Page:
French President Francois Hollande floated the prospect of scaling back sanctions on Russia, becoming the first major European Union leader to offer to ease the Kremlin’s economic pain.
“If gestures are sent by Russia as we expect, there would be no reason to impose new sanctions but on the contrary to look at how we could bring about a de-escalation from our side,” Hollande said as he headed into an EU summit in Brussels yesterday.
Hollande is the first major European Union leader to offer to ease the Kremlin’s economic pain as a wobbly truce in eastern Ukraine reduced casualties over the past week in the conflict that’s cracked Europe’s post-Cold War order.
The situation in eastern Ukraine remains tense in districts controlled by pro-Russian separatists, military spokesman Vladyslav Seleznyov told reporters today in Kiev. He said rebels shelled government troops nine times in the past 24 hours and have fired on Ukrainian forces 4,311 times since a Sept. 5 cease-fire and 128 times since a Dec. 9 truce.
The EU and the U.S. blame Russia for backing the rebels and stirring up the conflict. The Kremlin denies any involvement.
The ruble, which has declined about 45 percent against the dollar this year, strengthened 2.9 percent at 12:15 p.m. in Moscow. The Micex index of Russia shares was down 2.1 percent. West Texas Intermediate crude oil, the U.S. benchmark, has dropped 50 percent since June amid a worldwide glut.
“The door is always open if Russia changes its behavior,” U.K. Prime Minister David Cameron told reporters after the summit. “But until that happens, these sanctions shouldn’t go and there was a very clear, unanimous and unified view in the European Union tonight.”
Hollande’s initiative put him at odds with Germany, Britain and most of eastern Europe as well as the U.S., which want Russia to comply with demands on Ukraine before offering any easing of sanctions. The divergence became public as rival EU factions added up the costs and benefits for Europe’s sluggish economy of the curbs on business with Russia.
Sanctions including restrictions on European financing of major Russian banks and a ban on the export of energy-exploration equipment will lapse next July unless unanimously renewed by EU governments.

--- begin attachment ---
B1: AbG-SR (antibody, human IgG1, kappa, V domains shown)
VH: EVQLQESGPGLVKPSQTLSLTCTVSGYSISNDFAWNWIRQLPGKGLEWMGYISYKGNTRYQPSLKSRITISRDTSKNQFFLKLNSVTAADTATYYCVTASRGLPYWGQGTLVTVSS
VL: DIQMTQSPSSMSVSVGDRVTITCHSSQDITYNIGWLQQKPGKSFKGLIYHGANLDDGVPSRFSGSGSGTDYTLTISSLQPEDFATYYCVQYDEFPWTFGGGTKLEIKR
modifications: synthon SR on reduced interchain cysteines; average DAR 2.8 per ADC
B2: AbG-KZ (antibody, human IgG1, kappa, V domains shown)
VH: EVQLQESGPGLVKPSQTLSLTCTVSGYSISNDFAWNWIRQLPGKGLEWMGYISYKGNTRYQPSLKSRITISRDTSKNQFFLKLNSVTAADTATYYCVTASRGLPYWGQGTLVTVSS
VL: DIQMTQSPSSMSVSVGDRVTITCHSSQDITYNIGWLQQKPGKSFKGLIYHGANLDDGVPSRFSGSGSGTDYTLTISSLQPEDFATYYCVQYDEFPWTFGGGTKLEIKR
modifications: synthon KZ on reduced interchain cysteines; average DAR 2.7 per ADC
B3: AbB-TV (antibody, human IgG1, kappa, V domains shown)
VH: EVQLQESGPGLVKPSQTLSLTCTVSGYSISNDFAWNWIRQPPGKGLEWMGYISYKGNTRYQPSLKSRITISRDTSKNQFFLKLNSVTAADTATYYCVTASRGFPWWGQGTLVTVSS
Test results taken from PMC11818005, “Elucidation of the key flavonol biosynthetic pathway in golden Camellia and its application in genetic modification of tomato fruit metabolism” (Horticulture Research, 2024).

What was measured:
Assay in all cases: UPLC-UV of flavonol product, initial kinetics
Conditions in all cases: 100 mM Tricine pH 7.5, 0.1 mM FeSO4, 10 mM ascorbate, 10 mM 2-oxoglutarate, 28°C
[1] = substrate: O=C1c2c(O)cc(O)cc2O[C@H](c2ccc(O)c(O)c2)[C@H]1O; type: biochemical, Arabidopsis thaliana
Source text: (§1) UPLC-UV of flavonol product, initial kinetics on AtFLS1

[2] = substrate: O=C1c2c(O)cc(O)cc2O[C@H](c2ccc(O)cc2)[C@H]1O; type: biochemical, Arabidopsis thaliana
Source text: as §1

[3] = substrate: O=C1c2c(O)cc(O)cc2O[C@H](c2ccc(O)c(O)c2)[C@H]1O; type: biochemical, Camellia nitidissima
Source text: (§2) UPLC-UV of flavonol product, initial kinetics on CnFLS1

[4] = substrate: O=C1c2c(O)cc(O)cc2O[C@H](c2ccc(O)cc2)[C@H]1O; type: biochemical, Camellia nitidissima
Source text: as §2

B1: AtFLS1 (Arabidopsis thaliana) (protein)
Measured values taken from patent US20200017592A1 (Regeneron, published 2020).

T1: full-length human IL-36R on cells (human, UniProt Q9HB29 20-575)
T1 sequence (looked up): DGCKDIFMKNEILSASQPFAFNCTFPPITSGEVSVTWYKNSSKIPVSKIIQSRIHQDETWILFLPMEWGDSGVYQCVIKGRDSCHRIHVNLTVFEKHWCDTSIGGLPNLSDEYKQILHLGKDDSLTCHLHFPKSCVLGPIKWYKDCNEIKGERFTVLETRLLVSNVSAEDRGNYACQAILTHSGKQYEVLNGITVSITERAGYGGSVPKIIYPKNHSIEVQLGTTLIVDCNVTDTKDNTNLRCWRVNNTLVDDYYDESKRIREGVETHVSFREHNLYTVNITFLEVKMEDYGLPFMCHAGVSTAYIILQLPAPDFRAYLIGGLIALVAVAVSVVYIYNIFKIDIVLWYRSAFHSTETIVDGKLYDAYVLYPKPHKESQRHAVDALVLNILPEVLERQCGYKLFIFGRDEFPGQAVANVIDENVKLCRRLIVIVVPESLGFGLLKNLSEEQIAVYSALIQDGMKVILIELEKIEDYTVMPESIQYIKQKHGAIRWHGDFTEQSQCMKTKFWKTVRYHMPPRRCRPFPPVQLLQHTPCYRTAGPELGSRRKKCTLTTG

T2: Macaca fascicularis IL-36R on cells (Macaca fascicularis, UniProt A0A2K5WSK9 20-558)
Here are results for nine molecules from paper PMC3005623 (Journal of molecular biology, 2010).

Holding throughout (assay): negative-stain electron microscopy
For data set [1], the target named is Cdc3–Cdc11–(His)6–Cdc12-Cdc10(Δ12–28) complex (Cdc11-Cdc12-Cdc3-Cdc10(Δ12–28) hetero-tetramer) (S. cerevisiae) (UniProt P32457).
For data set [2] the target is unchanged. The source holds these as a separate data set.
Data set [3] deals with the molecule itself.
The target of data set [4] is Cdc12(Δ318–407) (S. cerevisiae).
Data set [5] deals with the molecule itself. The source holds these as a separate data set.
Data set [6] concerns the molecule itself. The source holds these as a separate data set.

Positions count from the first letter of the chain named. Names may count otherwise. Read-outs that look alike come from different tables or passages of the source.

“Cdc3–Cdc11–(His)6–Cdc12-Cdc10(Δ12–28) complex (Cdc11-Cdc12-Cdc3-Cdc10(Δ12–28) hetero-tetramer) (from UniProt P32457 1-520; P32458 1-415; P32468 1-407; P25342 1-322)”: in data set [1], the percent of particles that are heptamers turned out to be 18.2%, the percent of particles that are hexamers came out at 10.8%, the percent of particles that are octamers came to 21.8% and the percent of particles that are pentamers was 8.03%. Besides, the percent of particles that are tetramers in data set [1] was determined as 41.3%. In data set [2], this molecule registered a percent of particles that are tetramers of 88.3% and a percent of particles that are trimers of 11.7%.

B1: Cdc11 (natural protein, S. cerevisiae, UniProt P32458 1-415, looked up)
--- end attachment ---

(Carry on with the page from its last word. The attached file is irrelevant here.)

The latest measures take effect on Saturday, when the EU outlaws the sale of energy-exploration, transport and telecommunications equipment to Crimea, Ukraine’s Black Sea peninsula annexed by Russia in March. The EU will also bar tour operators from offering cruises to Crimea.
Hollande’s anti-sanctions push, echoed by Austrian Chancellor Werner Faymann, set up a confrontation over Russia policy at the first EU summit chaired by Donald Tusk, a former prime minister of Poland. A summit statement said the EU will “stay the course” while remaining “ready to take further steps if necessary.”
Tusk said EU support for Ukraine is as important as disciplining Russia. European leaders continued to be cagey about how much they would contribute to an International Monetary Fund-led lending program for Ukraine’s government, now being negotiated.
Financing of $15 billion is “probably close to the reality” of what Ukraine needs, EU Economic Commissioner Pierre Moscovici said at a Bloomberg Government event in Washington.
European leaders had aimed to put off the debate over renewing or easing the sanctions until March. Hollande tore up that timetable and risked a trans-Atlantic split after President Barack Obama signed legislation that gives him the power to impose more sanctions. Obama said he would only use those powers in concert with European allies.
Russian Foreign Minister Sergei Lavrov told U.S. Secretary of State John Kerry in a phone call that the threat of new sanctions over Ukraine could undermine normal bilateral relations for a long time, the Foreign Ministry in Moscow said in a statement on its website.
Supplying Ukraine with weapons would harm efforts to achieve a settlement of the conflict, Interfax cited Russian Deputy Foreign Minister Aleksey Meshkov as saying.
Under pressure from the U.S. and NATO allies, France has put on hold the delivery of the first of two Mistral helicopter carriers to Russia under a 1.2 billion-euro ($1.5 billion) military contract signed in 2011.
“New sanctions? Absolutely no!” Italian Prime Minister Matteo Renzi said.